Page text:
Havan is a story about a devotee and the God. It is true that one unites with God only after one`s life, but what if a devotee meets her God in her real life? Not only that, what if she is connected to him through a relationship?
Havan tries to deal with such relationship and tries to explore relationships built around this premise. When it comes to belief and faith, logic hardly prevails. Havan has a lot of situations which can only be understood and accepted through faith and not logic. What if one day this very faith is challenged? Especially when this faith is in a human being who has been given the position of God in the hearts of his Devotees. How will a devotee, whose life`s very base is this faith, react to such situation? Havan tries to deal with such questions.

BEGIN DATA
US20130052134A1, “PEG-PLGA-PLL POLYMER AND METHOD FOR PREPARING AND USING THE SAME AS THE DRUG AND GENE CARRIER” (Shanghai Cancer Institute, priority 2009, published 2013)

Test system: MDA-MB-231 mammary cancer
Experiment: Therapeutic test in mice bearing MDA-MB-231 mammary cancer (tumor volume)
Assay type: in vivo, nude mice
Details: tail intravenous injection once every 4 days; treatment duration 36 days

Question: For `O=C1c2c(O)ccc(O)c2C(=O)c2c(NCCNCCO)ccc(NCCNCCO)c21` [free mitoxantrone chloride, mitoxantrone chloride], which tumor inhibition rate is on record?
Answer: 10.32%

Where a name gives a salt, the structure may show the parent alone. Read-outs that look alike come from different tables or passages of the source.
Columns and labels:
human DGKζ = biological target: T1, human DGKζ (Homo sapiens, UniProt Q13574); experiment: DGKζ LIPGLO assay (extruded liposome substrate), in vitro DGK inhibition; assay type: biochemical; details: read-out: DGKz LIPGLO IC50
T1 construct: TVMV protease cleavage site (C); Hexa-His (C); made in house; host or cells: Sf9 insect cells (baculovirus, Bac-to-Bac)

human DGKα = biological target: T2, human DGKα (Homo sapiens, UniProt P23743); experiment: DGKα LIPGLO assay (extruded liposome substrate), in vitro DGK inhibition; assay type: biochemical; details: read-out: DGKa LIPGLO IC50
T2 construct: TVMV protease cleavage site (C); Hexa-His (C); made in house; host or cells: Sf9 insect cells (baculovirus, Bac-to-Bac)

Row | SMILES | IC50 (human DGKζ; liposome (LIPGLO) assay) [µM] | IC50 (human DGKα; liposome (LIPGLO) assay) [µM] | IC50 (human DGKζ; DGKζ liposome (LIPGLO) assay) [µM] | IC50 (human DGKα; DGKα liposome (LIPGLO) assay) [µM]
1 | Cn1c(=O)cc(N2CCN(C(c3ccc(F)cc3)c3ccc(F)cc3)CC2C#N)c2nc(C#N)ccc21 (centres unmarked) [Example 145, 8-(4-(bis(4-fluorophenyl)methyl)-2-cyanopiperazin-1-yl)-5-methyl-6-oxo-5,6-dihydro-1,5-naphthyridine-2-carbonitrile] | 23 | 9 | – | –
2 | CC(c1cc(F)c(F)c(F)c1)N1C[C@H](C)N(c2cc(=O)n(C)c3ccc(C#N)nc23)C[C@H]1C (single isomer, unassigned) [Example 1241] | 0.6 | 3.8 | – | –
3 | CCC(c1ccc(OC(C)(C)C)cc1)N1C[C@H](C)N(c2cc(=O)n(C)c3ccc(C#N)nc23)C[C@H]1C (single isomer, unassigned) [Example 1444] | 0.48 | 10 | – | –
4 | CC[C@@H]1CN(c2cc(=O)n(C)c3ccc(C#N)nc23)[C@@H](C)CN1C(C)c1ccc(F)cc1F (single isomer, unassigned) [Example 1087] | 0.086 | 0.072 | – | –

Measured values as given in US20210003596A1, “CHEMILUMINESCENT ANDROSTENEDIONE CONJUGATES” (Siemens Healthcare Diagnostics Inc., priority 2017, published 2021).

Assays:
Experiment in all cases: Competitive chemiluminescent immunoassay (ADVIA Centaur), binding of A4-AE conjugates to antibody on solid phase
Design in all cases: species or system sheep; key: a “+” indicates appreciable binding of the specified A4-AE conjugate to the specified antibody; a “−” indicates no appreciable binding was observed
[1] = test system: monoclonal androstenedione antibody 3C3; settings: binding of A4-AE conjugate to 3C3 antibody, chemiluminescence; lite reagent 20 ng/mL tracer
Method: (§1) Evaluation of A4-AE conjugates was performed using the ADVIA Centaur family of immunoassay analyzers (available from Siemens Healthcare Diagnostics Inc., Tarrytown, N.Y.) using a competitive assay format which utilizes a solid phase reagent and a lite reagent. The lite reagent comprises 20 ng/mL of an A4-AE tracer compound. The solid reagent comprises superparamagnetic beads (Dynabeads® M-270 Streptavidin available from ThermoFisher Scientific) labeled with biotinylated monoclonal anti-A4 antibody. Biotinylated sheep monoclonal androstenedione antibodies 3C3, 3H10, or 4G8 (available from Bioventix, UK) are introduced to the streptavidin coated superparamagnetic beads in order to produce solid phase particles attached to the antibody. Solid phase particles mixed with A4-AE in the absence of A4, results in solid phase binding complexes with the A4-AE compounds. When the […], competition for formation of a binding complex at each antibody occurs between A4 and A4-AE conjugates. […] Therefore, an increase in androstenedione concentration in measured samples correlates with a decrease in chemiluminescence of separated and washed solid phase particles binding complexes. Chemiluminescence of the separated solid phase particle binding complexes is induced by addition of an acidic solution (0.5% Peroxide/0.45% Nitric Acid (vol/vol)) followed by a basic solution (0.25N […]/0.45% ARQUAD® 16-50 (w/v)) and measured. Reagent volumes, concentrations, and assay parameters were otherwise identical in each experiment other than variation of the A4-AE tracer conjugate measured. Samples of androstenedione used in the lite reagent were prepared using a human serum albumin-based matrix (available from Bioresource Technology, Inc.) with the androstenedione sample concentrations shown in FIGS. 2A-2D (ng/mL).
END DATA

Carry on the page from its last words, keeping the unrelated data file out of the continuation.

Havan, although is a story of God and Devotee, but it is not a religious show. Instead, it tries to understand the human side of the whole set up, the interrelationships, the conflicts within, the idea of faith and belief and the power of love. It deals with a gamut of human emotions that exist in our society, without getting judgmental about the society or a person in particular. Successfully treading on this thin line is the biggest USP of the show.
Havan is a very contemporary show, whose relevance could not be denied years ago, and cannot still be denied in the years to come. The idea of Faith has always had relevance especially in Indian society. But in today`s modern world of power ambitious people, media, PR, a camera peeping more and more into our personal lives and the lives of people whom we have made to sit on the chair of God, how this innocent faith is affected and how it manages to sustain and maintain itself, is what Havan tries to explore.